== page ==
Cathy loves her flowers, so I thought it would be nice to include these pictures of Steve Bradley's Pioneer sunflowers. Steve has been growing them for birdseed for about 5 years. Sunflowers are the world's most beautiful crop at this time of year.
Wednesday, July 28, 2010
These are western bean cutworm adult moths retrieved from the pheromone trap located across the road from our warehouse. These 10 moths are from the night of July 27, the largest one night catch of the past week. We have retrieved 35 moths from the trap so far this year. This is not a big number. Heavy moth flights can produce trap counts in the 100's. The moth flight numbers should peak this week.
The moths are attracted to the trap by a pheromone located in the cap of the jug. They then fall into a windshield washer mixture in the bottom.
This is a close up of a western bean cutworm moth. The key identifying features are the white bands along the leading edge of the wings and semi circular patterns behind the white band. The markings on the moth's wings are fading quickly because the windshield washer mix is very warm.
Friday, July 23, 2010
This is a picture of a western bean cutworm trap positioned by our Impact Plot. OMAFRA crop reports have been highlighting the increases in trap counts for the last month. A new bug gives agronomists something to talk about, which can lead us to think we about to be overwhelmed by this latest threat.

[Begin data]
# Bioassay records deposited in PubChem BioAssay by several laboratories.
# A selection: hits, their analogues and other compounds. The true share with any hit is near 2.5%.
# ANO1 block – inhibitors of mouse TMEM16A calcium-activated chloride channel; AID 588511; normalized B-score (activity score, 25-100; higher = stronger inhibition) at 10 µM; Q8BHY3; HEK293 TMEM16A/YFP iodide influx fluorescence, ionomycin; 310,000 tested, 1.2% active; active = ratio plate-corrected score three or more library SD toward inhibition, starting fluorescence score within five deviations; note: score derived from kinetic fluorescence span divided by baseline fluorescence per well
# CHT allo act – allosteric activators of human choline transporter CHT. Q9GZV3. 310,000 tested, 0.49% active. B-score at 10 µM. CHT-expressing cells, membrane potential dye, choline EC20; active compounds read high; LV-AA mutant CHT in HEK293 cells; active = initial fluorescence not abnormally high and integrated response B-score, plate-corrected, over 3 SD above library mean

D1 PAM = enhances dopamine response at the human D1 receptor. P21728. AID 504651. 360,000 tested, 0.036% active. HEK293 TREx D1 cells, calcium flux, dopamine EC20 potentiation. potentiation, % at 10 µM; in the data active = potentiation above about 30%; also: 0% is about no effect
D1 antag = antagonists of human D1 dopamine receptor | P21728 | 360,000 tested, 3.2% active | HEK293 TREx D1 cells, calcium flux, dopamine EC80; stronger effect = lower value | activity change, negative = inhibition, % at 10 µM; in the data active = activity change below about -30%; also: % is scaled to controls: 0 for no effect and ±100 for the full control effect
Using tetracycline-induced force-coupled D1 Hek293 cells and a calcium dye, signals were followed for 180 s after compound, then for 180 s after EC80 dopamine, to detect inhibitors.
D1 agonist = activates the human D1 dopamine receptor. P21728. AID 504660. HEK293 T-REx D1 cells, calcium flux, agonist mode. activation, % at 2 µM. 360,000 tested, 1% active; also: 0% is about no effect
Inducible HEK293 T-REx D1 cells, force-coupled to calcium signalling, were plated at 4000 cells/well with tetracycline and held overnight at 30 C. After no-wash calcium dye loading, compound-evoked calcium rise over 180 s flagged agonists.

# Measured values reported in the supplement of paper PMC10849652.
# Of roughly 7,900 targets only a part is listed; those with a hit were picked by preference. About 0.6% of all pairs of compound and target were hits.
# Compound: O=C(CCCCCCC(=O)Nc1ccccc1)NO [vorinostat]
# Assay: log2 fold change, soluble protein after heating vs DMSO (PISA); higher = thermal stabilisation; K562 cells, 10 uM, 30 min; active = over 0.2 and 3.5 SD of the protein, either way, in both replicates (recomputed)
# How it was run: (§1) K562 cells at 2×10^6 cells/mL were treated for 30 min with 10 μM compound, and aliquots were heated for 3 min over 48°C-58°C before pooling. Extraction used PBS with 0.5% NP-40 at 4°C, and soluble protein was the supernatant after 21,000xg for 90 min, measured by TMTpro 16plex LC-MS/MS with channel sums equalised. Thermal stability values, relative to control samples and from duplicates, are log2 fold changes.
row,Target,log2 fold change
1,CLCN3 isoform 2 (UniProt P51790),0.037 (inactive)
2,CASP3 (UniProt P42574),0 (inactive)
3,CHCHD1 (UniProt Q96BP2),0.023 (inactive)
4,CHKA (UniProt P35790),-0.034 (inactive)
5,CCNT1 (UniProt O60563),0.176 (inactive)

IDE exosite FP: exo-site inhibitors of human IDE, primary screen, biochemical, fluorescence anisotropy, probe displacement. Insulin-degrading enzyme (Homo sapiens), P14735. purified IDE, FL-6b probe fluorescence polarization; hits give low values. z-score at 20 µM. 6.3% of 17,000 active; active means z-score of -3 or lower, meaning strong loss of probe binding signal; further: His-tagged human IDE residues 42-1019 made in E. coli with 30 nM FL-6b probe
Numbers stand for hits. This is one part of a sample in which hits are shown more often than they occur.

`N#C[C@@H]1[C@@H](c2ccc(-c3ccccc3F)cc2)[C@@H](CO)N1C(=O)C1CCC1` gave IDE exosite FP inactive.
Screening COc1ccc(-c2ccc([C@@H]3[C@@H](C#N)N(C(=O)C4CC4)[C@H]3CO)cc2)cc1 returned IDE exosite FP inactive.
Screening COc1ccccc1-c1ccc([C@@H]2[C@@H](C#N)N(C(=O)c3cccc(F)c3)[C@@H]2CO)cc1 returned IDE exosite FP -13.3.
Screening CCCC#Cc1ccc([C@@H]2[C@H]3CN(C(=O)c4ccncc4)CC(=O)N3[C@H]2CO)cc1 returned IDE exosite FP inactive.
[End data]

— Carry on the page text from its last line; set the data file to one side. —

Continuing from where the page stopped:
The western bean cutworm is a relative newcomer to the local crop scene. It was first detected in Ontario in 2008 and has been steadily increasing since then. This pest first appeared in Colorado, hence the name "western". It also feeds on edible beans. The western bean cutworm has been able to flourish because the european corn borer has been eliminated as a threat in most corn fields, thanks to Bt technology. To make a complicated story short, the corn borer larvae would eat the western bean cutworm larvae for breakfast, so as long as european corn borer were present, the western bean cutworm would never survive. Removing the corn borer gave the western bean cutworm an open door.